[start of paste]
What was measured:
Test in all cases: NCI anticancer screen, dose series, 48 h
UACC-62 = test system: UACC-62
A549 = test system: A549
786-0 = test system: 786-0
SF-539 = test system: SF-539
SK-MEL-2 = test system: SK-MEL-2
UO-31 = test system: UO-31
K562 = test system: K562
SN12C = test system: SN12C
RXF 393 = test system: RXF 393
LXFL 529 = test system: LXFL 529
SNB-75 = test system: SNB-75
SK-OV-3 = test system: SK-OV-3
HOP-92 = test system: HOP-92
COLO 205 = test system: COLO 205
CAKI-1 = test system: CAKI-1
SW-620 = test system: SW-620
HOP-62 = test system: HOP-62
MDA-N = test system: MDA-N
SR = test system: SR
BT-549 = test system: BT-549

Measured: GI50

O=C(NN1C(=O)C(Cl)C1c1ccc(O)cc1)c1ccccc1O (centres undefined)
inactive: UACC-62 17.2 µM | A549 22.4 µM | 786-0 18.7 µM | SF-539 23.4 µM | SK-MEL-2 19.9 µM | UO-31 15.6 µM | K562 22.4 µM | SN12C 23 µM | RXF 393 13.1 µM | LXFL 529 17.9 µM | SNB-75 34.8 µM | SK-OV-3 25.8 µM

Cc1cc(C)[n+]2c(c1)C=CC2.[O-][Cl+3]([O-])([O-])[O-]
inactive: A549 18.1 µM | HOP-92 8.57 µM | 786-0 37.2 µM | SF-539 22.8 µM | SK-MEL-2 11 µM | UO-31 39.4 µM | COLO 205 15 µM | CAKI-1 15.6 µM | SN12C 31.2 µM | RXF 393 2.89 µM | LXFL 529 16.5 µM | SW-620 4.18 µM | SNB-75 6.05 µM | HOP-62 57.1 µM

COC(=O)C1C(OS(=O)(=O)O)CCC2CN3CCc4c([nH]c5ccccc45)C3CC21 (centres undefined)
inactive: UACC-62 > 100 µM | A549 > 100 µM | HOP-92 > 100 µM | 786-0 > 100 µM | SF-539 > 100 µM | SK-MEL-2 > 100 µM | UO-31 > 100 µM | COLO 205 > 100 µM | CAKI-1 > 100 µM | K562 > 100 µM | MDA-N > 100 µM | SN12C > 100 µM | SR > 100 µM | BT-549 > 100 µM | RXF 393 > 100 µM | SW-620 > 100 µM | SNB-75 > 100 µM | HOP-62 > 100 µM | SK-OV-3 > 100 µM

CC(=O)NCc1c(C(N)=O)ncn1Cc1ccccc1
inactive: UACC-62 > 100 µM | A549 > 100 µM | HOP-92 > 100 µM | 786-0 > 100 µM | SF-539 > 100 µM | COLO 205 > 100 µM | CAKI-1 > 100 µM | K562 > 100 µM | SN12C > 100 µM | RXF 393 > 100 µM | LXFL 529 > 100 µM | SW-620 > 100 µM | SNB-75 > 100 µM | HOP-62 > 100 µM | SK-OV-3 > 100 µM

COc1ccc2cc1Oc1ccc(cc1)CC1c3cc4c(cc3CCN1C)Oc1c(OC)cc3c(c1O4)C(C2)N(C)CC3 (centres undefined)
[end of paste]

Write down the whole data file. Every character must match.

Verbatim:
What was measured:
Test in all cases: NCI anticancer screen, dose series, 48 h
UACC-62 = test system: UACC-62
A549 = test system: A549
786-0 = test system: 786-0
SF-539 = test system: SF-539
SK-MEL-2 = test system: SK-MEL-2
UO-31 = test system: UO-31
K562 = test system: K562
SN12C = test system: SN12C
RXF 393 = test system: RXF 393
LXFL 529 = test system: LXFL 529
SNB-75 = test system: SNB-75
SK-OV-3 = test system: SK-OV-3
HOP-92 = test system: HOP-92
COLO 205 = test system: COLO 205
CAKI-1 = test system: CAKI-1
SW-620 = test system: SW-620
HOP-62 = test system: HOP-62
MDA-N = test system: MDA-N
SR = test system: SR
BT-549 = test system: BT-549

Measured: GI50

O=C(NN1C(=O)C(Cl)C1c1ccc(O)cc1)c1ccccc1O (centres undefined)
inactive: UACC-62 17.2 µM | A549 22.4 µM | 786-0 18.7 µM | SF-539 23.4 µM | SK-MEL-2 19.9 µM | UO-31 15.6 µM | K562 22.4 µM | SN12C 23 µM | RXF 393 13.1 µM | LXFL 529 17.9 µM | SNB-75 34.8 µM | SK-OV-3 25.8 µM

Cc1cc(C)[n+]2c(c1)C=CC2.[O-][Cl+3]([O-])([O-])[O-]
inactive: A549 18.1 µM | HOP-92 8.57 µM | 786-0 37.2 µM | SF-539 22.8 µM | SK-MEL-2 11 µM | UO-31 39.4 µM | COLO 205 15 µM | CAKI-1 15.6 µM | SN12C 31.2 µM | RXF 393 2.89 µM | LXFL 529 16.5 µM | SW-620 4.18 µM | SNB-75 6.05 µM | HOP-62 57.1 µM

COC(=O)C1C(OS(=O)(=O)O)CCC2CN3CCc4c([nH]c5ccccc45)C3CC21 (centres undefined)
inactive: UACC-62 > 100 µM | A549 > 100 µM | HOP-92 > 100 µM | 786-0 > 100 µM | SF-539 > 100 µM | SK-MEL-2 > 100 µM | UO-31 > 100 µM | COLO 205 > 100 µM | CAKI-1 > 100 µM | K562 > 100 µM | MDA-N > 100 µM | SN12C > 100 µM | SR > 100 µM | BT-549 > 100 µM | RXF 393 > 100 µM | SW-620 > 100 µM | SNB-75 > 100 µM | HOP-62 > 100 µM | SK-OV-3 > 100 µM

CC(=O)NCc1c(C(N)=O)ncn1Cc1ccccc1
inactive: UACC-62 > 100 µM | A549 > 100 µM | HOP-92 > 100 µM | 786-0 > 100 µM | SF-539 > 100 µM | COLO 205 > 100 µM | CAKI-1 > 100 µM | K562 > 100 µM | SN12C > 100 µM | RXF 393 > 100 µM | LXFL 529 > 100 µM | SW-620 > 100 µM | SNB-75 > 100 µM | HOP-62 > 100 µM | SK-OV-3 > 100 µM

COc1ccc2cc1Oc1ccc(cc1)CC1c3cc4c(cc3CCN1C)Oc1c(OC)cc3c(c1O4)C(C2)N(C)CC3 (centres undefined)